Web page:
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I am trying to make a duplicate list of lists and change one element to another within the nested lists of the duplicate list but am having some trouble. How I made the duplicate list:

order = [['yhjK', 'F'], 'gap', ['bcsA', 'F'], ['bcsB', 'F'], ['bcsZ', 'F'], 'gap', ['yhjK', 'R']]
#order_1 = list(order) #this makes the duplicate list as well
order_1 = []
for x in order:

How I changed the elements:

for item in order_1:
    for n,i in enumerate(item):
            if i=='R':
            if i=='F':

I want to replace all the 'F' with 'R' and vice versa. This accomplishes that but the original list 'order' is changed as well. I only want the second list to be changed and can't figure out what is the problem with my code.

What I get:

order = [['yhjK', 'R'], 'gap', ['bcsA', 'R'], ['bcsB', 'R'], ['bcsZ', 'R'], 'gap', ['yhjK', 'F']]
order_1 = [['yhjK', 'R'], 'gap', ['bcsA', 'R'], ['bcsB', 'R'], ['bcsZ', 'R'], 'gap', ['yhjK', 'F']]

What I want:

order = [['yhjK', 'F'], 'gap', ['bcsA', 'F'], ['bcsB', 'F'], ['bcsZ', 'F'], 'gap', ['yhjK', 'R']]
order_1 = [['yhjK', 'R'], 'gap', ['bcsA', 'R'], ['bcsB', 'R'], ['bcsZ', 'R'], 'gap', ['yhjK', 'F']]

Thanks everyone!

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5 Answers 5

up vote 1 down vote accepted

What you're doing here is a shallow copy of the list, so when you change the copy, the original changes as well. What you need is deepcopy

import copy
order = [['yhjK', 'F'], 'gap', ['bcsA', 'F'], ['bcsB', 'F'], ['bcsZ', 'F'], 
'gap', ['yhjK', 'R']]
order_1 = copy.deepcopy(order)

# Now changing order_1 will not change order
order_1[1] = ['TEST LIST']
print order[1] # Prints 'gap'
print order_1[1] # Prints '['TEST LIST']
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Thank you! This is perfect. –  Binnie Jul 3 '12 at 17:19
L = [['F' if x == 'R' else 'R' if x == 'F' else x for x in row] for row in order]
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+1000; don't make a copy and then change it, just make the thing you want to make. –  Karl Knechtel Jul 3 '12 at 17:19
@KarlKnechtel, yes, but a little hard for a beginner to understand. –  Dhara Jul 3 '12 at 17:21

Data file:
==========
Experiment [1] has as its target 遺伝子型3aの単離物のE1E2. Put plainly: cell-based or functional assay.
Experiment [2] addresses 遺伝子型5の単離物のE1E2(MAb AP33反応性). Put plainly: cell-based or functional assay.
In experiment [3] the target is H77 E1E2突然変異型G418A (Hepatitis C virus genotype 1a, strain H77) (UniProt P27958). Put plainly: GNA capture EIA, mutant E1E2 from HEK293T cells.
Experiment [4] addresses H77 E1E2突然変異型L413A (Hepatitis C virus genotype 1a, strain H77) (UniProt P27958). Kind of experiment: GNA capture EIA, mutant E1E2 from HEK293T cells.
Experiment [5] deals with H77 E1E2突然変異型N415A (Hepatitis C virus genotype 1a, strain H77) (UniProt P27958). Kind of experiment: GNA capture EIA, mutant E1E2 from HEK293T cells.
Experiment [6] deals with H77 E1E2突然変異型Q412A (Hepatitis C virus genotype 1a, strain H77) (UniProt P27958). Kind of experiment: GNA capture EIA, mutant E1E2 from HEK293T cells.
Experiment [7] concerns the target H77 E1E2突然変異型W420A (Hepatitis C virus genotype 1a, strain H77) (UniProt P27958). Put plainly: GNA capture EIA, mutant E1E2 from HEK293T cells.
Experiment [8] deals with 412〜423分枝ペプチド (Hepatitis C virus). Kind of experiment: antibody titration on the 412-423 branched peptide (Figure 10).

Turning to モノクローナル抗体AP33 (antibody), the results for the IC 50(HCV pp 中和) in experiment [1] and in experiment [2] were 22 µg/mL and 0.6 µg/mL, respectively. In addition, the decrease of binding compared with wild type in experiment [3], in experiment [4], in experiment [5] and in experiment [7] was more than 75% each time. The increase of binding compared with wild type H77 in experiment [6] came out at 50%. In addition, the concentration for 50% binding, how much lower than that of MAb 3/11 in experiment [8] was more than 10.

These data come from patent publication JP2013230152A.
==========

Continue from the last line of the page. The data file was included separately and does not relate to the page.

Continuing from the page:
The only issue is that the 'gap' elements become ['g','a','p'] in the output. I don't know how to fix that... @KarlKnechtel I didn't think of the problem that way. But yes, that probably makes things simpler. Dhara, I am very much a beginner and was/am a bit confused with this. –  Binnie Jul 3 '12 at 18:41
@Elisabeth: to fix 'gap' you could [[...] if isinstance(row, list) else row for row in order] though it stratches the limits of list comprehension. btw, nested list comprehension is described in the tutorial that every beginner should read. –  J.F. Sebastian Jul 3 '12 at 18:58
import copy
order_1 = copy.deepcopy(order)

Python by default only copies references to mutable values, so changing them in one place results in them being changed everywhere. Creating a deep copy means the two instances are completely independent.

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Exactly what I needed. Thanks. –  Binnie Jul 3 '12 at 17:19
order_1 = []
for item in order:
    temp = []
    for i in item:
        if i=="F":
        elif i=="R"
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It seems that, as with many other languages, arrays are no more than constants (not even actual pointers although that might be different in python). Rather, The address of the first element of the array is constant. This means that if you would directly copy the array, you would only copy the address of the first element.

From your question, I understand that you want a deep copy. That means that, you also need to copy the contents of you nested arrays. You can use copy.deepcopy(x) to make a deepcopy of the array.

Check out the copy module for more in-depth information.

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